Sondheim was almost defined by his New York sensibility. He was born Stephen Joshua Sondheim in Manhattan into a middle class family and sent off to a military school after his parents divorced. With his mother he moved to Doylestown, Penn., where they lived near Oscar Hammerstein II, a family friend who soon became his surrogate father. At age 15, Sondheim presented his first musical, “By George,” to Hammerstein, who summarily tore it apart. “I learned more about songwriting and the musical theater (that afternoon) than most people learn in a lifetime,” he later recalled. Sondheim worked as an assistant on Hammerstein’s musicals “Allegro,” “South Pacific” and “The King and I.” After finishing the George School, he attended Williams College, where he graduated magna cum laude in 1950 and earned a Hutchinson prize to study music and composition, which he did with composer Milton Babbitt.

Sondheim’s Broadway debut came in 1953 with the musical “Saturday Night,” for which he wrote the music and lyrics, but the producer died suddenly and so too did its financial backing. Sondheim briefly earned a living in Hollywood as a telescripter for the series “Topper.” He also wrote the incidental music to such plays as “Girls of Summer” and “Invitation to a March.”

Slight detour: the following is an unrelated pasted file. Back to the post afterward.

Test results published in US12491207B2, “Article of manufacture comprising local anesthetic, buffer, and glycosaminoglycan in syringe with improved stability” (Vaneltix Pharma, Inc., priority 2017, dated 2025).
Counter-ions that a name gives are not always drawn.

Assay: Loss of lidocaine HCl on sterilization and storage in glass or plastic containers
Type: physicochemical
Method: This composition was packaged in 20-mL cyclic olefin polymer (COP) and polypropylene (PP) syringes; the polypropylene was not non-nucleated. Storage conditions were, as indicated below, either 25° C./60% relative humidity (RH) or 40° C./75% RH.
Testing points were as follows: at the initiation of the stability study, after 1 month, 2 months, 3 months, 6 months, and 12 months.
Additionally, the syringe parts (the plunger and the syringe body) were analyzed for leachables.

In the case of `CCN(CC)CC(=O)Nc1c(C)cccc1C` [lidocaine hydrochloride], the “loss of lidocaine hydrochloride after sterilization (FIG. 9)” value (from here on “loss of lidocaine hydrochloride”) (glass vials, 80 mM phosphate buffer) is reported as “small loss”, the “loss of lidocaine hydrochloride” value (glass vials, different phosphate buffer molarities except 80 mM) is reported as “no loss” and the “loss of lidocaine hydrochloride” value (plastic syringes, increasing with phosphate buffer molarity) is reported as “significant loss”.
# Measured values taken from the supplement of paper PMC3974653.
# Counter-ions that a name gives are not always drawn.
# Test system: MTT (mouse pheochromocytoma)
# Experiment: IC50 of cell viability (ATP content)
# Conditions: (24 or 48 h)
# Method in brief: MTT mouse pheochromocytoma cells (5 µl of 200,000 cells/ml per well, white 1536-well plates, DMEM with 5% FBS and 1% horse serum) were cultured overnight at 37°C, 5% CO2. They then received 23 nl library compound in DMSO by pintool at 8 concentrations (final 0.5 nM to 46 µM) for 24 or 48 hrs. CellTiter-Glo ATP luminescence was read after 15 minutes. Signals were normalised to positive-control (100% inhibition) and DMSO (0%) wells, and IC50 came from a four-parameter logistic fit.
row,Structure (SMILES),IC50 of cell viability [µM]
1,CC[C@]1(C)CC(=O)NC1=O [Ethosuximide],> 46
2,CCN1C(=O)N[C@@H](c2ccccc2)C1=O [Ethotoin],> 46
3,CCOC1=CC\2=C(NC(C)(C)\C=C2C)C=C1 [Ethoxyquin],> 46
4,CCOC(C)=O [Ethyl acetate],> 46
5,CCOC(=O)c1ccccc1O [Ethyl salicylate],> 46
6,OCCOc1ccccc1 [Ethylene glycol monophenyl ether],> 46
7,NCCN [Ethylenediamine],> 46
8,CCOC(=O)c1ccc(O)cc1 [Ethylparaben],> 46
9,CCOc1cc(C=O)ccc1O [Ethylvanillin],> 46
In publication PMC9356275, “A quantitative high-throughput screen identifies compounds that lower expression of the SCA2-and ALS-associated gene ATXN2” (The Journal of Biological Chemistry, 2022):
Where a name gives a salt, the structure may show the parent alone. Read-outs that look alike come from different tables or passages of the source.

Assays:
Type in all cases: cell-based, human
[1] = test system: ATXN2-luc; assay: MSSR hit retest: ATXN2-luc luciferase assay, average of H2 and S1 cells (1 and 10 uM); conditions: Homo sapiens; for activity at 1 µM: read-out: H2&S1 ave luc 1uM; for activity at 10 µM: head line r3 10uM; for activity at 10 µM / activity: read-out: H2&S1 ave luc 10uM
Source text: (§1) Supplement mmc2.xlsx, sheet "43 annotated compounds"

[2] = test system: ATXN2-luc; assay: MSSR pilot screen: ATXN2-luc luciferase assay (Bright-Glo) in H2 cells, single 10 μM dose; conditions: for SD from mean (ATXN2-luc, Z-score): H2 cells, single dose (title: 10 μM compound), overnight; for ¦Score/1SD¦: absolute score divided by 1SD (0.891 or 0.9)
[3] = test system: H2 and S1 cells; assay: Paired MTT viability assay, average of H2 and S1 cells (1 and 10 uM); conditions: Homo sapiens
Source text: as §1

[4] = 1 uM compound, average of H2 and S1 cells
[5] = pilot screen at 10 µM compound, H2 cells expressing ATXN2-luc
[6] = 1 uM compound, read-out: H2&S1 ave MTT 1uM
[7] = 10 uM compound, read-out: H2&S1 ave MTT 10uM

Through Arthur Laurents, Sondheim was introduced to Bernstein, who afforded him the opportunity to write the lyrics for his musical updating of “Romeo and Juliet” called “West Side Story” (1957). Though he disparaged his work on that musical later, it launched Sondheim on his career. He was to have written the music as well as the lyrics for Laurents’ “Gypsy,” but the star, Ethel Merman, demanded that Jule Styne be brought in to write the music. Sondheim’s brilliant lyrics and Styne’s score transformed the tale of stripper Gypsy Rose Lee into what many legiters consider one of the great musicals of all time. (Sondheim also contributed some lyrics to Bernstein’s “Candide”).

Sondheim was finally ready to strike out on his own, which he did with “A Funny Thing Happened on the Way to the Forum,” a comedy derived from the works of Roman comic playwright Plautus. Starring Zero Mostel, it opened in 1962 and would prove to be Sondheim’s most profitable musical, long running and frequently revived with the signature songs “Comedy Tonight” and “Everybody Ought to Have a Maid.”